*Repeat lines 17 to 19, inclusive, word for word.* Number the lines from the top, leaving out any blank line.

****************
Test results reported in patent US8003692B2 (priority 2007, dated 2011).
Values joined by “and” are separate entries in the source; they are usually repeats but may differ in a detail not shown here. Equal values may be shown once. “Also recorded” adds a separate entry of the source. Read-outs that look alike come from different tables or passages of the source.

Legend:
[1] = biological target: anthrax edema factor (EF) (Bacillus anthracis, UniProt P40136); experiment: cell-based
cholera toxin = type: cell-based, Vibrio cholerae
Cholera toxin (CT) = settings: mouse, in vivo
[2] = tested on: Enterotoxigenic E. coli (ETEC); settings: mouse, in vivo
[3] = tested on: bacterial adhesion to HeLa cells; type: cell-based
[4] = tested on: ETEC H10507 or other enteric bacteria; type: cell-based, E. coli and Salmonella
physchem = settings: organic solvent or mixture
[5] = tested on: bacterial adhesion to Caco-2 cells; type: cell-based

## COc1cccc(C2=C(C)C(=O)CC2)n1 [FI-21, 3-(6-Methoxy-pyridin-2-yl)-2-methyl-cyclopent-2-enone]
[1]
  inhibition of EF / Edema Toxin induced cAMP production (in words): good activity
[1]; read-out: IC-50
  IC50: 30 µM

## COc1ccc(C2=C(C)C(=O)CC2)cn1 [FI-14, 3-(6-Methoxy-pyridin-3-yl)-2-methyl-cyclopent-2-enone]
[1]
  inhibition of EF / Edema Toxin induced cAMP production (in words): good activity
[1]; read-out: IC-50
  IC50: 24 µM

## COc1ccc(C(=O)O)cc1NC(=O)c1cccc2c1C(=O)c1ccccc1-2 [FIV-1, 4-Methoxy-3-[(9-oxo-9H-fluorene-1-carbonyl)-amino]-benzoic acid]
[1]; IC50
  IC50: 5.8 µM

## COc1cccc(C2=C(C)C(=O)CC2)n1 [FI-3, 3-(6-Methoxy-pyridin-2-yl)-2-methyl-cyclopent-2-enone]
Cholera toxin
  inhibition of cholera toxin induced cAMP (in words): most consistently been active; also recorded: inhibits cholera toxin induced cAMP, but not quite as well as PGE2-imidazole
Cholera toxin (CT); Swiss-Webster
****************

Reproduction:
## COc1ccc(C2=C(C)C(=O)CC2)cn1 [FI-14, 3-(6-Methoxy-pyridin-3-yl)-2-methyl-cyclopent-2-enone]
[1]
  inhibition of EF / Edema Toxin induced cAMP production (in words): good activity